Of course the NKVD had recruited agents in MI5, and during World War II, one of Knight’s agents provided clues that led to the identification of a secretary who confessed to “passing on classified information to the Party.” According to Hemming, Knight’s nephew told him that his uncle even suspected Anthony Blunt, but lacked the evidence to raise the issue formally, and never mentioned it to superiors. (277) Whether Knight was just commenting for history after Blunt’s exposure isn’t discussed.

Knight continued to run penetrations of left wing organizations after World War II, but his operations gradually diminished. He retired in 1961 and pursued his many other interests. Hemming concludes that, despite his agent handling skills, his eccentricities assured he would never advance within MI5. (280)

When Ian Fleming published his James Bond books and called the head of the service “M,” there was press speculation that “M” was based on Fleming’s wartime boss, Adm. John Godfrey. Hemming, however, concludes that it was “most likely a nod to Max.” (294) He doesn’t consider another more likely candidate—Stewart Menzies, head of MI6. Fleming never revealed who inspired his choice. Another comparison with a fictional character is true: David Cornwell (later John le Carré) was one of Knight’s promising young officers and also illustrated two of Knight’s books. Citing John le Carré’s biographer, Adam Sisman, Hemming notes that Knight was, however, the inspiration for Jack Brotherhood in The Perfect Spy. (81)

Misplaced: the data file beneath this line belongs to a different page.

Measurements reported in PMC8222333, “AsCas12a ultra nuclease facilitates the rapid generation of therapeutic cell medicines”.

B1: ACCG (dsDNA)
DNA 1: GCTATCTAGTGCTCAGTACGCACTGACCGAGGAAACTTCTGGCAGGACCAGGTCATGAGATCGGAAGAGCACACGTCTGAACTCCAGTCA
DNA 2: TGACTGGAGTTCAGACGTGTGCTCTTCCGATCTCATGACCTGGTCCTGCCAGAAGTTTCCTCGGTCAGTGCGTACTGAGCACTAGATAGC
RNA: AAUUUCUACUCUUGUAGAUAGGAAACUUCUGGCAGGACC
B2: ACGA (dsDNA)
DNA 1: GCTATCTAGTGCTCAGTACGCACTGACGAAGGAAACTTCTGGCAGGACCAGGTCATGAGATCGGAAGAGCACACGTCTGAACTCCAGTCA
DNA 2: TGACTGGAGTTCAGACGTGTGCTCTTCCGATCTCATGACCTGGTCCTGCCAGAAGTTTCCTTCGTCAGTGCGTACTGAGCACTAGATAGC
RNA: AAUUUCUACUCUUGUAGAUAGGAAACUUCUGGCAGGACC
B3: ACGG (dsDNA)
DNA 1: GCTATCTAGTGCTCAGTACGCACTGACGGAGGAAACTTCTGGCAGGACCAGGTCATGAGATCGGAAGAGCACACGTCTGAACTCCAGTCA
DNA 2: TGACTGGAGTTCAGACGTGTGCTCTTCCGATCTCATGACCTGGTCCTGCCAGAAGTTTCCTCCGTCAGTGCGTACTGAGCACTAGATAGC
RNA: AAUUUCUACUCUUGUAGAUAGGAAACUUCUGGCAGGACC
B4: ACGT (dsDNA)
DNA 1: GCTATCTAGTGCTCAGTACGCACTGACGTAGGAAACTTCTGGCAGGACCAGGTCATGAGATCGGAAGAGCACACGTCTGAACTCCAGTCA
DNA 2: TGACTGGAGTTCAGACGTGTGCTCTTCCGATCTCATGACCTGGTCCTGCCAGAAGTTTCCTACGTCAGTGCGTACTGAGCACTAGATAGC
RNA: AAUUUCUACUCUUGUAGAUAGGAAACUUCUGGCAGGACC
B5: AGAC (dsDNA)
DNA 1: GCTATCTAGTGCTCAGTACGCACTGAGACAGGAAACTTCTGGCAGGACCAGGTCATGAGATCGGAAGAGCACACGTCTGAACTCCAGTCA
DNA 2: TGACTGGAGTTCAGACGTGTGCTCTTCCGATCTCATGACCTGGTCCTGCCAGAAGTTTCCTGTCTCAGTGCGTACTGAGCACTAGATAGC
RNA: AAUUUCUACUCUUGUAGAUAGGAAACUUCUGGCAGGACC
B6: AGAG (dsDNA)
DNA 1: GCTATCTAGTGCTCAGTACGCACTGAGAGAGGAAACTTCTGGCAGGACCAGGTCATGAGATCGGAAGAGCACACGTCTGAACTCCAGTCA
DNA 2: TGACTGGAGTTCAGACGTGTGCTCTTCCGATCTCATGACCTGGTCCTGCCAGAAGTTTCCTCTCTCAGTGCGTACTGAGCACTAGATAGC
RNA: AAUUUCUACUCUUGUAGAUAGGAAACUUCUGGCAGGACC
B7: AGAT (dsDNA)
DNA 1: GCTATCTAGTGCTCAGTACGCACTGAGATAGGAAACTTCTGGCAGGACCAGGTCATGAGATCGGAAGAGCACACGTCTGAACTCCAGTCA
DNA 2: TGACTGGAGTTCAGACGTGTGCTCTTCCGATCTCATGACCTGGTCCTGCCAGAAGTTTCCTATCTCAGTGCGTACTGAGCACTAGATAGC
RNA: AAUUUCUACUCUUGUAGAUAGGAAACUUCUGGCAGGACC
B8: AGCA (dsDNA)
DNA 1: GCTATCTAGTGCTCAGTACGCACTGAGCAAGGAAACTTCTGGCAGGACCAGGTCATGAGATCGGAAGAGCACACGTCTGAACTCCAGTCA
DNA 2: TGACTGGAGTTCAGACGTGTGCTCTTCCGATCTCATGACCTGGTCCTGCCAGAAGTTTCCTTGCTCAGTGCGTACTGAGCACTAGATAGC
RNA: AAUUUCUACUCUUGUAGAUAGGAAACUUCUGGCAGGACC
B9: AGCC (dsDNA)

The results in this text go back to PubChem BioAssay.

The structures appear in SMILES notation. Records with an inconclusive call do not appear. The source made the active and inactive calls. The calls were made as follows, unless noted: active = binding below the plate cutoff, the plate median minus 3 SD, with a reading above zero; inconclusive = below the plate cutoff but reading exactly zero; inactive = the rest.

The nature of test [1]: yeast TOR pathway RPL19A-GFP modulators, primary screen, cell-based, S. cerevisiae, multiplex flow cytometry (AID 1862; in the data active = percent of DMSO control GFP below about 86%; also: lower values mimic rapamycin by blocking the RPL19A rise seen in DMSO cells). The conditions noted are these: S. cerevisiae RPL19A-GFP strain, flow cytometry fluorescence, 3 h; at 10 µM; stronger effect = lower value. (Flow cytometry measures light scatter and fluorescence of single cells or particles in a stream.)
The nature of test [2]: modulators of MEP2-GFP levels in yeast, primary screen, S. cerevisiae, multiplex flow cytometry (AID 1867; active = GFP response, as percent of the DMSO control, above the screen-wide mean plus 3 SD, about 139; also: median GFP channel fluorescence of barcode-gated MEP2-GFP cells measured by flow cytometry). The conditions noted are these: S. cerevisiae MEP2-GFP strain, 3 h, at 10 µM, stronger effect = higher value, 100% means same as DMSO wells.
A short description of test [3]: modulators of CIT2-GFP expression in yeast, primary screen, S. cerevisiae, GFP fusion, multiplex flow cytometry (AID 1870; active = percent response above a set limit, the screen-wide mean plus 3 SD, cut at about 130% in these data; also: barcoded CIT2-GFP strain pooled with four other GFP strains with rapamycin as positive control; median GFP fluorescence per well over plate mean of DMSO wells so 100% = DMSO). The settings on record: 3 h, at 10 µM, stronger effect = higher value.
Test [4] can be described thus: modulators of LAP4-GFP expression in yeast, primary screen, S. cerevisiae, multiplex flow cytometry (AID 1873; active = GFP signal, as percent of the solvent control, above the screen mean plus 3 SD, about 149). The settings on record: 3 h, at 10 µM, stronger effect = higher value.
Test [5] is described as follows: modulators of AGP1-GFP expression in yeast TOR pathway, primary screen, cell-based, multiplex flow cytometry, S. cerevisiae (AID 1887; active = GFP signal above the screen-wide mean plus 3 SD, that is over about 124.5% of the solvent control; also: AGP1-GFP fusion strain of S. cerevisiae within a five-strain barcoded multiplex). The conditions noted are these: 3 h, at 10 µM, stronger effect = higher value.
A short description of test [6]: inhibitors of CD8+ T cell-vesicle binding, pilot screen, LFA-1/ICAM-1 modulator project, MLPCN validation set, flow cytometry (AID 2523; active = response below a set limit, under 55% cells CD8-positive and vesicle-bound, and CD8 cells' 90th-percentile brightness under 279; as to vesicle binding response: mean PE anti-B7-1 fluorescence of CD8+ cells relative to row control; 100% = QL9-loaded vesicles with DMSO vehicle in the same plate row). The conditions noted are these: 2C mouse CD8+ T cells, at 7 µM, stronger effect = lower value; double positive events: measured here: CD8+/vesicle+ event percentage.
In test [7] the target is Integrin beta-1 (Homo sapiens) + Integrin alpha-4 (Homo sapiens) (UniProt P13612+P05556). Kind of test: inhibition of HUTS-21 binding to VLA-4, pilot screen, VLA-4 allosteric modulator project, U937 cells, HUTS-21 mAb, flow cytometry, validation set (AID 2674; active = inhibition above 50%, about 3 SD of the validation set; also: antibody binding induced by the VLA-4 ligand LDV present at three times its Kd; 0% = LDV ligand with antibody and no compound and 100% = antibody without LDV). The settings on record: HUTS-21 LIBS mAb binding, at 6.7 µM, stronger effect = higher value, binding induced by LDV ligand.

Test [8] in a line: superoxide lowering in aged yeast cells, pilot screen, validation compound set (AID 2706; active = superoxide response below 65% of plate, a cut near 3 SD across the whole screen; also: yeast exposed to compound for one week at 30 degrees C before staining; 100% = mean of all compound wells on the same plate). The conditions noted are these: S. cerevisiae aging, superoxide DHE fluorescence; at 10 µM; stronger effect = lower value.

There are several flaws in Agent M worth noting. First, the title is inaccurate, though this is not the fault of the author: Knight was no agent; he was simply a case officer who called himself “M.” Second, Hemming is also prone to using too many distracting “may haves”, “it is possibles”, “in all likelihoods”, where circumstances are unknown. Finally, not all significant details are sourced. (157) Still, Agent M celebrates the unique Maxwell Knight and his agents and is a story well told.

The CIA and the Congress for Cultural Freedom in the Early Cold War, by Sarah Harris. (Routledge, 2016) 193, end of chapter notes, index.